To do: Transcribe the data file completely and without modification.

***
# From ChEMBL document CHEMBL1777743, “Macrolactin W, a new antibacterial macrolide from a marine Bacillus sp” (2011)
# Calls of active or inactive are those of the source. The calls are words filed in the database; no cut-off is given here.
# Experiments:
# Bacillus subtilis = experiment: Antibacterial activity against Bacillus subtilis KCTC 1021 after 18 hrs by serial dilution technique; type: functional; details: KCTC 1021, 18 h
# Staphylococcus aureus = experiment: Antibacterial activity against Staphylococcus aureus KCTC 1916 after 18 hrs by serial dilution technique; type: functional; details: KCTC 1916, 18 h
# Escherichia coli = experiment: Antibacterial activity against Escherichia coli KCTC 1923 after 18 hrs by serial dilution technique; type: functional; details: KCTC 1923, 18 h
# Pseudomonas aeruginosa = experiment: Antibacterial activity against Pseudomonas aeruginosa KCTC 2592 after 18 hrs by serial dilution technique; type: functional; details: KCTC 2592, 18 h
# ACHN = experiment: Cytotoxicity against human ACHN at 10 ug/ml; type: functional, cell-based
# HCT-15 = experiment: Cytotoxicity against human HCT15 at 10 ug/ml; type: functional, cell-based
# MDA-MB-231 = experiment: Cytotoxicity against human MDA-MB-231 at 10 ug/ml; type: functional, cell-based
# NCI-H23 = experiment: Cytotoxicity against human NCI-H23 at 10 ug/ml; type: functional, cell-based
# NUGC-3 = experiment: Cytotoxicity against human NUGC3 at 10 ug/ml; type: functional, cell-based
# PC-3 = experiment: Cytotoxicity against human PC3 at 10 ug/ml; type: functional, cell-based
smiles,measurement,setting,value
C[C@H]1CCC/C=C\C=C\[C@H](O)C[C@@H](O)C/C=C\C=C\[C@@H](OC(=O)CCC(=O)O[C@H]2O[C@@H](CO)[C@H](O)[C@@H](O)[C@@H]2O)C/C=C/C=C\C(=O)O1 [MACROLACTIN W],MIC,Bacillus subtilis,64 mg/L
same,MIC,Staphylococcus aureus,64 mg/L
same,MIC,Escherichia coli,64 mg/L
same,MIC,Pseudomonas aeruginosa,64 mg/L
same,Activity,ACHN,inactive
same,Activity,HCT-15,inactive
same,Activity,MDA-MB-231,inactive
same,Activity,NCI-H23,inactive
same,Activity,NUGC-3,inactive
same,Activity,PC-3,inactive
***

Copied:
# From ChEMBL document CHEMBL1777743, “Macrolactin W, a new antibacterial macrolide from a marine Bacillus sp” (2011)
# Calls of active or inactive are those of the source. The calls are words filed in the database; no cut-off is given here.
# Experiments:
# Bacillus subtilis = experiment: Antibacterial activity against Bacillus subtilis KCTC 1021 after 18 hrs by serial dilution technique; type: functional; details: KCTC 1021, 18 h
# Staphylococcus aureus = experiment: Antibacterial activity against Staphylococcus aureus KCTC 1916 after 18 hrs by serial dilution technique; type: functional; details: KCTC 1916, 18 h
# Escherichia coli = experiment: Antibacterial activity against Escherichia coli KCTC 1923 after 18 hrs by serial dilution technique; type: functional; details: KCTC 1923, 18 h
# Pseudomonas aeruginosa = experiment: Antibacterial activity against Pseudomonas aeruginosa KCTC 2592 after 18 hrs by serial dilution technique; type: functional; details: KCTC 2592, 18 h
# ACHN = experiment: Cytotoxicity against human ACHN at 10 ug/ml; type: functional, cell-based
# HCT-15 = experiment: Cytotoxicity against human HCT15 at 10 ug/ml; type: functional, cell-based
# MDA-MB-231 = experiment: Cytotoxicity against human MDA-MB-231 at 10 ug/ml; type: functional, cell-based
# NCI-H23 = experiment: Cytotoxicity against human NCI-H23 at 10 ug/ml; type: functional, cell-based
# NUGC-3 = experiment: Cytotoxicity against human NUGC3 at 10 ug/ml; type: functional, cell-based
# PC-3 = experiment: Cytotoxicity against human PC3 at 10 ug/ml; type: functional, cell-based
smiles,measurement,setting,value
C[C@H]1CCC/C=C\C=C\[C@H](O)C[C@@H](O)C/C=C\C=C\[C@@H](OC(=O)CCC(=O)O[C@H]2O[C@@H](CO)[C@H](O)[C@@H](O)[C@@H]2O)C/C=C/C=C\C(=O)O1 [MACROLACTIN W],MIC,Bacillus subtilis,64 mg/L
same,MIC,Staphylococcus aureus,64 mg/L
same,MIC,Escherichia coli,64 mg/L
same,MIC,Pseudomonas aeruginosa,64 mg/L
same,Activity,ACHN,inactive
same,Activity,HCT-15,inactive
same,Activity,MDA-MB-231,inactive
same,Activity,NCI-H23,inactive
same,Activity,NUGC-3,inactive
same,Activity,PC-3,inactive